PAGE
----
Funeral service and burial will be Friday in The Dalles under the direction of the Smith-Calloway funeral home.

Source: The Oregonian, September 11, 1952.

Small Town News

Elihu Adams of New York city spent Saturday in town.  (Middletown Times-Press, October 18, 1916)

Mr. and Mrs. Clifton Condon and Mrs. Ann Fox of Hollywood, Calif., were guests last night at the home of Mr. and Mrs. W.H. Coahran.  The Hollywood man is a nephew of the late Thomas Condon, noted geologist, for whom a state park in the John Day country was named last week.  The Californians were en route to The Dalles, to attend the golden wedding celebration of his parents. The visitors and Mrs. Coahran were schoolmates.  (The Bend Bulletin, June 3, 1954)

I.P. Gile, whose place is at the mouth of More creek, was in town last Wednesday with a load of apples, the largest and finest we have seen this season.  They sold at 4½ cents.  Mr. Gile says a fruit raiser near his place has trees loaded with peaches, being so full the trees and branches had to be propped up.  The peach crop is almost a total failure in Ada county this season, this man is selling his abundant crop as fast as he can haul it to market, at a bit a pound.  (Idaho Semi-Weekly World, September 25, 1885).

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Jacob T. Rorick

Some two hundred years ago and about forty years before the Declaration of Independence, the first Jacob T. Rorick landed in America and settled on the river that bears the name of his fellow countryman, Henrich Hudson. This first Jacob T. Rorick was the great-grandfather of Jacob Thompson Rorick, of The Dalles. The latter’s parents were Mark and Ann E. (Moore) Rorick, who were natives of New Jersey, and in that state he was born in 1853. His grandmother Moore was an aunt of Rev. John Russell, who was a candidate of the prohibition party for president.

Mr. Rorick was educated in the district schools of Michigan, where he was sent on the death of his parents to live with an uncle. Later he entered the Oak Grove Academy, after which he taught school for a time, in the meanwhile taking a course at the State Normal School at Ypsilanti. He then began the study of law and took a law course at Michigan State University. For some reason, he abandoned the practice of law and turned his attention to the newspaper business, becoming the editor of the Bad Axe Democrat, which he conducted for eight years, and during this time he was appointed the postmaster of Bad Axe, Michigan, by President Cleveland, serving in that office for four years.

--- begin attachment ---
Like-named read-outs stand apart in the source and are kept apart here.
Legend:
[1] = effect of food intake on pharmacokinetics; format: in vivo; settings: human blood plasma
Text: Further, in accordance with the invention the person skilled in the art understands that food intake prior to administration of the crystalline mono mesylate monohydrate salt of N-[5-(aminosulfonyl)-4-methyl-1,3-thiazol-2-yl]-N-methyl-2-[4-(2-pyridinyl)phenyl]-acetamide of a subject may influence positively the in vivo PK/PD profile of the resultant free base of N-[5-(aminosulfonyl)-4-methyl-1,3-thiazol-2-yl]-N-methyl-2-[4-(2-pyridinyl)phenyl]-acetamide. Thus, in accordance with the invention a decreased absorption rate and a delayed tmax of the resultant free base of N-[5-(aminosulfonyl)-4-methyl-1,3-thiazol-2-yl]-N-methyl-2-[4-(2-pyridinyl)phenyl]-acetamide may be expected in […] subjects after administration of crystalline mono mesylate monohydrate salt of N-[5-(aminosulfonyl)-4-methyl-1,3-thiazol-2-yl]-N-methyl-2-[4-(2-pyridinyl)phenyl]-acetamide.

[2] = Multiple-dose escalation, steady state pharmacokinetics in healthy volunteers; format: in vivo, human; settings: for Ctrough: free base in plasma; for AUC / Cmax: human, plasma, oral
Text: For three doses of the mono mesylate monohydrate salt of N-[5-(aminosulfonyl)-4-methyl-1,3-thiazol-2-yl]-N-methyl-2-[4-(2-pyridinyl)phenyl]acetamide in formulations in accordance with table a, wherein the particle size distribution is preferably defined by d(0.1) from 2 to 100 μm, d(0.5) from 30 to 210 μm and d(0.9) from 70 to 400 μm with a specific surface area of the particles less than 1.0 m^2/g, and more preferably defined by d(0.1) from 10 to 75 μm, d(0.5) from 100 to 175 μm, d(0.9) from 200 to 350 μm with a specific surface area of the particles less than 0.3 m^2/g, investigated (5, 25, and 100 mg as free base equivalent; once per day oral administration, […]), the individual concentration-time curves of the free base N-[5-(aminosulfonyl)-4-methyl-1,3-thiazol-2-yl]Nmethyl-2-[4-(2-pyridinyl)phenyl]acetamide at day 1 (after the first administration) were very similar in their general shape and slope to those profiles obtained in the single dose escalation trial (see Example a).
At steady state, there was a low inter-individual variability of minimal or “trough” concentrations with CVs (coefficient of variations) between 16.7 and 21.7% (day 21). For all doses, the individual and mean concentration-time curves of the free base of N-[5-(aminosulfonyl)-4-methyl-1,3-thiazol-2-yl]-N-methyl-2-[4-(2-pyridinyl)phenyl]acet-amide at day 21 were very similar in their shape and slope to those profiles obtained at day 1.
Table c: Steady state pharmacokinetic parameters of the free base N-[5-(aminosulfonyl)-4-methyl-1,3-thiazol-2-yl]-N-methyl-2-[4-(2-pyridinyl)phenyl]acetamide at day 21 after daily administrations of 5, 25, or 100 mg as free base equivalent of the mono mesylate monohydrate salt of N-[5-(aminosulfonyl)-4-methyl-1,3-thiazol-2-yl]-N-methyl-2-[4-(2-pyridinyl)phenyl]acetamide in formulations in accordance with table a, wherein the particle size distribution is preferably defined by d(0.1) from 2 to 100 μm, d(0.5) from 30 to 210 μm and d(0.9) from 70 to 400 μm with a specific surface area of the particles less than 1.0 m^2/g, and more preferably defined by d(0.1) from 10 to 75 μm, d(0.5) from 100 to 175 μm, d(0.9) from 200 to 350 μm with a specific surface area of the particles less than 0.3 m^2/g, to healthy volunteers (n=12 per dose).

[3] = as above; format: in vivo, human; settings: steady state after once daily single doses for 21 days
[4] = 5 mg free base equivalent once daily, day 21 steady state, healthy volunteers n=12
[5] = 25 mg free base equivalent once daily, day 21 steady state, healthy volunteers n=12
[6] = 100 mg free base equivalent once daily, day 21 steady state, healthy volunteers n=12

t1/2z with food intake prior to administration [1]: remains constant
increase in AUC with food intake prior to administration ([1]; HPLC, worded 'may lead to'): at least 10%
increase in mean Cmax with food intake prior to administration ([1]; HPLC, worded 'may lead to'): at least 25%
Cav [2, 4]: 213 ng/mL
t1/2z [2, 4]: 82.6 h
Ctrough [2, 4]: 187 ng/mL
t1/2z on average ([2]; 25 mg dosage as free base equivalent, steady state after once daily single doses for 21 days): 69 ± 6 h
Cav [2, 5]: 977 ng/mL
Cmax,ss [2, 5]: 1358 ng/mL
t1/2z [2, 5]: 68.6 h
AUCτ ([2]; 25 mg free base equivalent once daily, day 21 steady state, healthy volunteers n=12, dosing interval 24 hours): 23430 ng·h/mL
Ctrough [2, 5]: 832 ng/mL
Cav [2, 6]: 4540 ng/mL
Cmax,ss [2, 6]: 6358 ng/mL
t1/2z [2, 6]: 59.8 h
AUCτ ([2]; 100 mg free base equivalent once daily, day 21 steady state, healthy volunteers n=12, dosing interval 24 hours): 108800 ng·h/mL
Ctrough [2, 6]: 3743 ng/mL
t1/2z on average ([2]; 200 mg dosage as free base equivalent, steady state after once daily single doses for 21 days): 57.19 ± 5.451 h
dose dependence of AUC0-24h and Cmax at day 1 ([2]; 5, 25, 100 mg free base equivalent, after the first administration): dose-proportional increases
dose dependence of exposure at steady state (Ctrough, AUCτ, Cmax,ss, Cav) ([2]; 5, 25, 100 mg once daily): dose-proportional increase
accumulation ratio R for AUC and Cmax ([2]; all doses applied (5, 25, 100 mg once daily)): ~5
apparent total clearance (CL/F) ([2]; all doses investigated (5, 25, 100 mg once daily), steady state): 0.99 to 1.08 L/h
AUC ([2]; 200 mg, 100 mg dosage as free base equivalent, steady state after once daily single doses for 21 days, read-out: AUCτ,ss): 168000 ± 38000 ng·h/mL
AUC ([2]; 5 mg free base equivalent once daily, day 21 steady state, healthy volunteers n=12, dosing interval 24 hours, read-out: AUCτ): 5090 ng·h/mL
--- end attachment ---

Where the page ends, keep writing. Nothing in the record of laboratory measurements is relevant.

It was in 1892 that Mr. Rorick came to Oregon, locating at Grand Haven on the opposite side of the river from The Dalles. There he secured twenty-three hundred acres of land and of this he still owns thirteen hundred acres. He also has one hundred and eighty acres in Benton county, Washington, under ditch, devoted to fruit and alfalfa. He has given much attention to cattle raising and was one of the organizers of the Castle Rock Land Association. While in the cattle business, Mr. Rorick always believed in full-blooded sires and his Durham bulls were all of registered stock. Closing out his cattle business, he took up dairying and used only Jerseys, again adhering to registered sires. Since 1909 he has practically retired from active connection with farm work.

Mr. Rorick has always evinced an interest in public affairs, though in no sense is he a politician. He has served on the school board; was twice candidate for mayor of The Dalles; and for eight years served as one of the city water commissioners. He served as director of The Dalles Chamber of Commerce from 1915 to 1917, when he was elected president of that body, occupying that office until 1919. He is vice-president of the Oregon State Champer of Commerce, and one of the five eastern Oregon directors of that important organization. He has been a Mason for forty-six years, and a Knight Templar for twenty-eight years. He has held all of the chairs in the blue lodge and is a Noble of the Ancient Arabic Order of Nobles of the Mystic Shrine.

In 1881 Mr. Rorick was married to Miss Carrie E. Eldridge, whose great-grandfather was a soldier in the Revolutionary war. She is a daughter of Rev. H.P. Eldridge, a Baptist clergyman of the middle west, who left his pulpit and fought gallantly with the Federal army during the Civil war. The living children of Mr. and Mrs. Rorick are: Mark, who is a chief yeoman in the United States Navy; Faye, wife of Clifton Condon, of The Dalles; Jay T., Jr., and E.H., a supercargo in the service of the United States Shipping Board. There are eight grandchildren, two of whom, Jay T., 3rd, and Elizabeth, they are rearing.

Source: Carey, Charles Henry. 1922. History of Oregon. Volume 3. Chicago: Pioneer Historical Publishing Company.

Fay Rorick Condon, DAR Member

FOUNDERS DAY FOR DAR UNIT: Hollywood chapter of the Daughters of the American Revolution will mark the group’s 77th founders day at a 1 p.m. meeting Oct. 20 in First Methodist Church of Hollywood. The chapter’s 50-year members will be honored, including Mmes. L. Van Horn Gerdine, Arthur C. Christensen, Brintel R. Embree, Lucien A. Dexter and Clifton F. Condon and Miss Lora A. Kuhl.

Source:  Los Angeles Times, October 9, 1967.